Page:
Revealing the formation, distribution, and dynamics of PPIs in situ in living cells can deepen our understanding of how cells coordinate their multiple components to fulfill their activities. Here we improved the method of BiFC to detect and visual PPIs in living cells. Compared with other methods, BiFC is superior in the following aspects. First, BiFC does not require structural information of interacting proteins, the addition of dye or fluorophore staining, etc. Merely the complementation of two fluorophore segments (N-terminal and C-terminal ) will produce the fluorescence and reveal the information about the interaction of the proteins . In addition to the detection of PPIs, it also describes the spatial localization of interactions at the subcellular level, i.e., where the functional contact between two proteins takes place in a cell. Third, BiFC does not rely on energy transfer between fluorophores as seen in FRET and BRET assays but it can be detected by employing conventional fluorescence microscopy. And fourth, the intensity of the fluorescence signal is proportional to the strength of protein-protein interactions.
In our study, we introduced TagBFP2 into BiFC assay for the first time. Based on stereochemical structure of fluorescent proteins, we speculated that splitting at the disorder loop region would scarcely impact on their native structure and physiology. Hence, we tried above-mentioned three sites of TagBFP2 in this study. The results proved our hypothesis. As for other fluorescent proteins, it is necessary to conduct more experiments to estimate our conjecture. Between the interest protein and non-fluorescent fragment, we designed a flexible linker (2x GGGGS), which would avoid interplay between the two components. Compared with BiFC based on EYFP, TagBFP2 exhibited the higher signal-to-noise ratio, which help us distinguish the PPIs induced fluorescence from the noise signal.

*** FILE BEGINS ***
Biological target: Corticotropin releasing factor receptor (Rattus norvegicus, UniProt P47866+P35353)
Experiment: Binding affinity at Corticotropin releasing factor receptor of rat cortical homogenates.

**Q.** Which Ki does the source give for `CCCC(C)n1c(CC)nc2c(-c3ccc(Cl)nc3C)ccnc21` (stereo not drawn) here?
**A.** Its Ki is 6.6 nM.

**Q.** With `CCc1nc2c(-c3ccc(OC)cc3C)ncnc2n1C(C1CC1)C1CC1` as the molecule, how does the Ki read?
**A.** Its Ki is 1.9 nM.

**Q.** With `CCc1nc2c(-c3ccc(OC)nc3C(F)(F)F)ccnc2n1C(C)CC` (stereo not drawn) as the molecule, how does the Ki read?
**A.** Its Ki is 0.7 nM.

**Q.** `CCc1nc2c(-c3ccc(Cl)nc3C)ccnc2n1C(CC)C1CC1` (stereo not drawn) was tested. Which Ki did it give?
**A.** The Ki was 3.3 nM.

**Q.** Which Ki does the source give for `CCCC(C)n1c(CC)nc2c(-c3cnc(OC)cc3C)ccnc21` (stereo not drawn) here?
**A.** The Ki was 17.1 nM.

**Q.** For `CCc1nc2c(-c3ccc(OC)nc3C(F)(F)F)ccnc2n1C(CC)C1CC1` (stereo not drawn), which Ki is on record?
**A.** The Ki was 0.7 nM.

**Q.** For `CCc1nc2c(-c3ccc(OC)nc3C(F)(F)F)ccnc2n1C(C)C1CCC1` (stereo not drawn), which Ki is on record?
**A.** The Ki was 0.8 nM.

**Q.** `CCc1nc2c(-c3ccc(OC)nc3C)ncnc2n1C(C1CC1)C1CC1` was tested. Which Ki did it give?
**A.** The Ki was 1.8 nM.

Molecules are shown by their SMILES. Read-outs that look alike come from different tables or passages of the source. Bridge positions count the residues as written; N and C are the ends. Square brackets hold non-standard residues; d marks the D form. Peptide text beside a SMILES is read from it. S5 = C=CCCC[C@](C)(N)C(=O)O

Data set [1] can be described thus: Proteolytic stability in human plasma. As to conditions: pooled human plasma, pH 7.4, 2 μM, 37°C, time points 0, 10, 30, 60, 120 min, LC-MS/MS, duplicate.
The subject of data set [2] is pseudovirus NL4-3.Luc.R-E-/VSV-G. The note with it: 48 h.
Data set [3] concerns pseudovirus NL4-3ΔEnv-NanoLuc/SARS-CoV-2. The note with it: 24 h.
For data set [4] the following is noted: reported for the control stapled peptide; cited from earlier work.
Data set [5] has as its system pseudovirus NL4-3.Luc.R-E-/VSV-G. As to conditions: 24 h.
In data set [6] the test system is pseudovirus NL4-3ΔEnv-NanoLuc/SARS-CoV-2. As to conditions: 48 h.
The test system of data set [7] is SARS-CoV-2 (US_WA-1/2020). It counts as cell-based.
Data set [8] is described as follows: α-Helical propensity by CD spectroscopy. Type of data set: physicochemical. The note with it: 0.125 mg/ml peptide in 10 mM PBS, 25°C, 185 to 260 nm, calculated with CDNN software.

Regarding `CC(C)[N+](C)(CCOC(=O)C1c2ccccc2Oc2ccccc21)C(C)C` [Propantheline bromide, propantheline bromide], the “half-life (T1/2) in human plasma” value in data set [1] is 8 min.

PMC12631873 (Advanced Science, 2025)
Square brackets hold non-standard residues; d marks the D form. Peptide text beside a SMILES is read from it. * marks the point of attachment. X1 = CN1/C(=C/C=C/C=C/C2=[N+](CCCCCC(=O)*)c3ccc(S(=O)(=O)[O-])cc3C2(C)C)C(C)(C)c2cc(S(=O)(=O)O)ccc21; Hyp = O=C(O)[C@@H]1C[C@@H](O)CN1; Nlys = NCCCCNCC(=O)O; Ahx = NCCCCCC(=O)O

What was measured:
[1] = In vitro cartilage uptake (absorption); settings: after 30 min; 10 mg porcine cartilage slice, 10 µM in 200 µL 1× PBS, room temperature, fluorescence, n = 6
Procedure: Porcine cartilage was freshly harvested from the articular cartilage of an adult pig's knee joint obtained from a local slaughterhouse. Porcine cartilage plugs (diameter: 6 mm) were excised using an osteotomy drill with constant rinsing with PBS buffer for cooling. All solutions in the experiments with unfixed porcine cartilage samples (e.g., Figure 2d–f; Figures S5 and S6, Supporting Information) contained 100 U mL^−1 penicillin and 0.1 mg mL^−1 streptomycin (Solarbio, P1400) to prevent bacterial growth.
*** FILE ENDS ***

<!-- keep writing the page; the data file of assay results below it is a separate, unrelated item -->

Despite the advantages of BiFC assay, it could not be ignored that the reconstitution of BiFC complexes is irreversible . In some cases, this property offers a great advantage to detect low affinity and transient PPIs by facilitating the readout of complex formation, which is not readily achieved by other methods . Nevertheless, the persistent complexes hinder us to study the dynamics of signaling networks. In other words, BiFC assay cannot be used for function analysis. Furthermore, fluorescence would arise occasionally even though the fused protein pair did not interact with each other, which led to the background signal in the BiFC assay. Further research on the folding and dynamics of bimolecular complex formed by the two non-fluorescent fragments could help us solve these problems. At present, it is strongly recommended to introduce an appropriate negative control, such as one of the partners being deleted or mutated in the interacting region, to exclude the false-positive results in this assay.
The BiFC assay has become one of the most common approaches for visualizing PPIs in living cells. It is proved in this article that the BiFC assay is a reliable tool for detection of PPIs with appropriate negative controls. Mutational engineering of full-length GFP family members has produced proteins with an astounding range of photophysical and photochemical characteristics. Various fluorescence proteins are adapted for new purpose thanks to their own characteristics. Recently, the BiFC assay was introduced into experiments on animals for visualizing PPIs . For extending the applications of the BiFC assay, more fluorescent proteins should be taken into research to evaluate their relative merits.